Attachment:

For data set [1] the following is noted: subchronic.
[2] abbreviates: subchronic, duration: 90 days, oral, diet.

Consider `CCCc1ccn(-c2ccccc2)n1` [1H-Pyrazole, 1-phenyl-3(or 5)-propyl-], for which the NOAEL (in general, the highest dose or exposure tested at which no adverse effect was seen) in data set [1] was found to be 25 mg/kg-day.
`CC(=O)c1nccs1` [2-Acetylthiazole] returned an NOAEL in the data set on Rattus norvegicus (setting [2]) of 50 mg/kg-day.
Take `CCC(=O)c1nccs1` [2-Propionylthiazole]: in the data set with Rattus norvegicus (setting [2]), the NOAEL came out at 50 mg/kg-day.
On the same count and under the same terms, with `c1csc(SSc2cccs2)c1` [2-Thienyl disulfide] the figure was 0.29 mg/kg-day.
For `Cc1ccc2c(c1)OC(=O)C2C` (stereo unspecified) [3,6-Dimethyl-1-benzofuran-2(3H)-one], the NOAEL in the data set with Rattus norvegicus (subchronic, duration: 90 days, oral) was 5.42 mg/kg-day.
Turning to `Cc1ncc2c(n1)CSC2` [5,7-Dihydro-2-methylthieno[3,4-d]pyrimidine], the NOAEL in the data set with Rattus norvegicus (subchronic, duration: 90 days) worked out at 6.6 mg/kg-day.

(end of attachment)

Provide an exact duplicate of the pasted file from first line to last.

For data set [1] the following is noted: subchronic.
[2] abbreviates: subchronic, duration: 90 days, oral, diet.

Consider `CCCc1ccn(-c2ccccc2)n1` [1H-Pyrazole, 1-phenyl-3(or 5)-propyl-], for which the NOAEL (in general, the highest dose or exposure tested at which no adverse effect was seen) in data set [1] was found to be 25 mg/kg-day.
`CC(=O)c1nccs1` [2-Acetylthiazole] returned an NOAEL in the data set on Rattus norvegicus (setting [2]) of 50 mg/kg-day.
Take `CCC(=O)c1nccs1` [2-Propionylthiazole]: in the data set with Rattus norvegicus (setting [2]), the NOAEL came out at 50 mg/kg-day.
On the same count and under the same terms, with `c1csc(SSc2cccs2)c1` [2-Thienyl disulfide] the figure was 0.29 mg/kg-day.
For `Cc1ccc2c(c1)OC(=O)C2C` (stereo unspecified) [3,6-Dimethyl-1-benzofuran-2(3H)-one], the NOAEL in the data set with Rattus norvegicus (subchronic, duration: 90 days, oral) was 5.42 mg/kg-day.
Turning to `Cc1ncc2c(n1)CSC2` [5,7-Dihydro-2-methylthieno[3,4-d]pyrimidine], the NOAEL in the data set with Rattus norvegicus (subchronic, duration: 90 days) worked out at 6.6 mg/kg-day.